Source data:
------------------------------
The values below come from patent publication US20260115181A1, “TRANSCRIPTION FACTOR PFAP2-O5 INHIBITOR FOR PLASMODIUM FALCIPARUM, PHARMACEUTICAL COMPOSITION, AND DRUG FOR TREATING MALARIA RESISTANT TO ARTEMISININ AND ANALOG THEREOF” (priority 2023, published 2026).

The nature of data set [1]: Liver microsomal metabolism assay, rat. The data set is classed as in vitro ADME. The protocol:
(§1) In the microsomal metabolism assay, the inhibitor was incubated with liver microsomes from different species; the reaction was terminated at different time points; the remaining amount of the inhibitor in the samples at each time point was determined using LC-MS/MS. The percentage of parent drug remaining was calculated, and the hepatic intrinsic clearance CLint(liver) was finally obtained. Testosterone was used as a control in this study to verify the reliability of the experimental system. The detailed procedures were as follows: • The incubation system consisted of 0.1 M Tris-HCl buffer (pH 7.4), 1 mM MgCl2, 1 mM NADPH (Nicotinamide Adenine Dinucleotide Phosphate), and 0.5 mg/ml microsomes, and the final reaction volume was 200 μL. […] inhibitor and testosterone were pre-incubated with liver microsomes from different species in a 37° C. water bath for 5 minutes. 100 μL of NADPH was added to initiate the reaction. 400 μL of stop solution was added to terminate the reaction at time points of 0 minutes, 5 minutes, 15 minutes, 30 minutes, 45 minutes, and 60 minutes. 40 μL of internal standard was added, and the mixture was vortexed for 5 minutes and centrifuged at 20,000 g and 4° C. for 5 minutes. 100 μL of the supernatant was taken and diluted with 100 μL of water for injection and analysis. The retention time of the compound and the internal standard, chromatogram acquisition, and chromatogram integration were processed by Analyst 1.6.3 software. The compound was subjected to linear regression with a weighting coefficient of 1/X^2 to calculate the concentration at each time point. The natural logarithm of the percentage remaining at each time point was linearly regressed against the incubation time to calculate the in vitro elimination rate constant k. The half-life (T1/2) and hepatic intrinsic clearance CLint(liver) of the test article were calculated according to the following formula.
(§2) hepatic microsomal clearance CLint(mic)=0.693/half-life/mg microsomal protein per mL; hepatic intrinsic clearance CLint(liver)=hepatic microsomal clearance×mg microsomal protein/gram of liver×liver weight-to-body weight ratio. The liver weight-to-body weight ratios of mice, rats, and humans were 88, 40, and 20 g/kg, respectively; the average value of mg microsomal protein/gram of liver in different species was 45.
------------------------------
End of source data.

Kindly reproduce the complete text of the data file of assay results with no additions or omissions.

The values below come from patent publication US20260115181A1, “TRANSCRIPTION FACTOR PFAP2-O5 INHIBITOR FOR PLASMODIUM FALCIPARUM, PHARMACEUTICAL COMPOSITION, AND DRUG FOR TREATING MALARIA RESISTANT TO ARTEMISININ AND ANALOG THEREOF” (priority 2023, published 2026).

The nature of data set [1]: Liver microsomal metabolism assay, rat. The data set is classed as in vitro ADME. The protocol:
(§1) In the microsomal metabolism assay, the inhibitor was incubated with liver microsomes from different species; the reaction was terminated at different time points; the remaining amount of the inhibitor in the samples at each time point was determined using LC-MS/MS. The percentage of parent drug remaining was calculated, and the hepatic intrinsic clearance CLint(liver) was finally obtained. Testosterone was used as a control in this study to verify the reliability of the experimental system. The detailed procedures were as follows: • The incubation system consisted of 0.1 M Tris-HCl buffer (pH 7.4), 1 mM MgCl2, 1 mM NADPH (Nicotinamide Adenine Dinucleotide Phosphate), and 0.5 mg/ml microsomes, and the final reaction volume was 200 μL. […] inhibitor and testosterone were pre-incubated with liver microsomes from different species in a 37° C. water bath for 5 minutes. 100 μL of NADPH was added to initiate the reaction. 400 μL of stop solution was added to terminate the reaction at time points of 0 minutes, 5 minutes, 15 minutes, 30 minutes, 45 minutes, and 60 minutes. 40 μL of internal standard was added, and the mixture was vortexed for 5 minutes and centrifuged at 20,000 g and 4° C. for 5 minutes. 100 μL of the supernatant was taken and diluted with 100 μL of water for injection and analysis. The retention time of the compound and the internal standard, chromatogram acquisition, and chromatogram integration were processed by Analyst 1.6.3 software. The compound was subjected to linear regression with a weighting coefficient of 1/X^2 to calculate the concentration at each time point. The natural logarithm of the percentage remaining at each time point was linearly regressed against the incubation time to calculate the in vitro elimination rate constant k. The half-life (T1/2) and hepatic intrinsic clearance CLint(liver) of the test article were calculated according to the following formula.
(§2) hepatic microsomal clearance CLint(mic)=0.693/half-life/mg microsomal protein per mL; hepatic intrinsic clearance CLint(liver)=hepatic microsomal clearance×mg microsomal protein/gram of liver×liver weight-to-body weight ratio. The liver weight-to-body weight ratios of mice, rats, and humans were 88, 40, and 20 g/kg, respectively; the average value of mg microsomal protein/gram of liver in different species was 45.